ET costs minimal against lost lactation
Infertility is the biggest single reason for culling dairy cows. But some of those cows could be saved using a new direct ET technique for repeat breeders.
Jessica Buss reports
INFERTILE cows can be treated successfully using embryo transfer with a potential 63% pregnancy rate.
So says Wilts dairy vet Peter May, who has been testing the technique of implanting two beef embryos to treat repeat breeders on-farm.
He achieved the 63% success rate in 19 animals into which he transferred embryos seven days after service. A further 31 animals had embryos implanted seven days after they were bulling but without serving them; the pregnancy rate was 48%.
The cost of two beef embryos and transfer is £85. "This is little compared with the value of the cows next lactation," says Mr May. "With stock prices at their current low value it must be a good cow to consider treatment."
But if the difference between purchases and cull cows was £500 the cost benefit could be £780 if DAISY, University of Reading study figures are used, he adds.
"Cows treated with ET had been served three or four times and run with a bull but failed to get in calf. Typically, these were younger animals that were cycling regularly and did not appear dirty.
"One reason for this infertility is that the egg or sperm is not getting up the fallopian tube, so cannot be fertilised or she may release the egg too late." When an embryo is transferred it bypasses the fertilisation process.
The optimum time for ET is seven days after oestrus but there is at least a 24-hour window that gives some flexibility, he claims.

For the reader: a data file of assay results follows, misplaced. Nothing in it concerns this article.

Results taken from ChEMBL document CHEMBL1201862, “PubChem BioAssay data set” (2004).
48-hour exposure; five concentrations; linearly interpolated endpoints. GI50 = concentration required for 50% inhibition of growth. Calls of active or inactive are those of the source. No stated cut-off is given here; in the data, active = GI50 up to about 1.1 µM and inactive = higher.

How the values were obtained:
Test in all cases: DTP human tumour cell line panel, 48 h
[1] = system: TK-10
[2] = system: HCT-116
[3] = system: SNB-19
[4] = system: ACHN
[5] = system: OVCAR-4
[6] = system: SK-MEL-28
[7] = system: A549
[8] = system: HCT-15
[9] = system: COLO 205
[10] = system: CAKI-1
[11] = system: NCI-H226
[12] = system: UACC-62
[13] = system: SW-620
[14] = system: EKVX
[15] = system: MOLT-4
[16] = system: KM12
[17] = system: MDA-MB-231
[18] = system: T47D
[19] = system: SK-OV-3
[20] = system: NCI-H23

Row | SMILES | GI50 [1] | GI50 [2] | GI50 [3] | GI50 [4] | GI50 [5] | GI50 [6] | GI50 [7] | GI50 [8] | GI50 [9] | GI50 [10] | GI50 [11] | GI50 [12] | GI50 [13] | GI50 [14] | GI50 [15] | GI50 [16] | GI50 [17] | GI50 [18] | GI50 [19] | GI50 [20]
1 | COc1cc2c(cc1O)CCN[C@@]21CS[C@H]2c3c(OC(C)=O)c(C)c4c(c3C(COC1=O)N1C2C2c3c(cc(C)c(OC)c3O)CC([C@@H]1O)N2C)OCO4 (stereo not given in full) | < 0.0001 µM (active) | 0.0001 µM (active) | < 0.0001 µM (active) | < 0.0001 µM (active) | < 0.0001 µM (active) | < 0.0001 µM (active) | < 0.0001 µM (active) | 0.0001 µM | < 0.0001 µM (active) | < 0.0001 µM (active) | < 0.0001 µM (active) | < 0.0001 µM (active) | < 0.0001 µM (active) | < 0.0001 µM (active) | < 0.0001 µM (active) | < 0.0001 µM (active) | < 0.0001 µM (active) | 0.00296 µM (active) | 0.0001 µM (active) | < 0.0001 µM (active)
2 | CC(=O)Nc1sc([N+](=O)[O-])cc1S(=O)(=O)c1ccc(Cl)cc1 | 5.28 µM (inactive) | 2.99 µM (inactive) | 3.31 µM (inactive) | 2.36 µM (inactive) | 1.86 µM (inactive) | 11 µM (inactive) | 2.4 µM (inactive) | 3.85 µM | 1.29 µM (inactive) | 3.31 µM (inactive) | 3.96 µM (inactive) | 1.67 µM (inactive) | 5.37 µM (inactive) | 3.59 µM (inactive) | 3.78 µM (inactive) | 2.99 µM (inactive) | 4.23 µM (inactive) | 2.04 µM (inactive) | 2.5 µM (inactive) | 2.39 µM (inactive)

Before transfer the cows are examined using an ultrasound scanner to check they are cycling normally. This also shows if she is dirty and if so she can be washed out saving on the cost of ET.
Mr May transfers two, in vitro fertilised, embryos in one straw. These are produced after collecting eggs from slaughtered cows ovaries. These are cheaper than buying purebred embryos. It is thought that two embryos send a stronger signal than one embryo to tell the mother she is pregnant, he says.
Embryos are frozen in ethylene glycol for one-step thawing. This makes the process similar to AI and simpler than conventional ET, in which the embryo needs several washes under a microscope.
Embryos transferred after natural service may give better conception rates than from synchronised heats, claims Mr May. And by working from natural heats the vet has seven days warning.
"I was worried about getting triplets when implants were after AI," he says. "The 12 cows in calf after ET and AI were scanned and none are carrying triplets. However, five have twins." But scanning can identify the twins so these cows can be managed more effectively in the dry period, he adds.
• Mr May will soon have trained 63 vets in ET with Dick James from Sefax and John Dawson from North-west Embryo Transfer. Mr May has been encouraged by AI company Semex which is keen to use vets for pedigree ET and he hopes commercial producers will in turn use their vets for direct ET.n
• Suitable for cows that have returned three times.
• Possibility of over 60% conception rate.
• Low cost at £85 a cow.
Vet Peter May using embryo transfer to treat infertile cows in James and Jane Woolfords herd.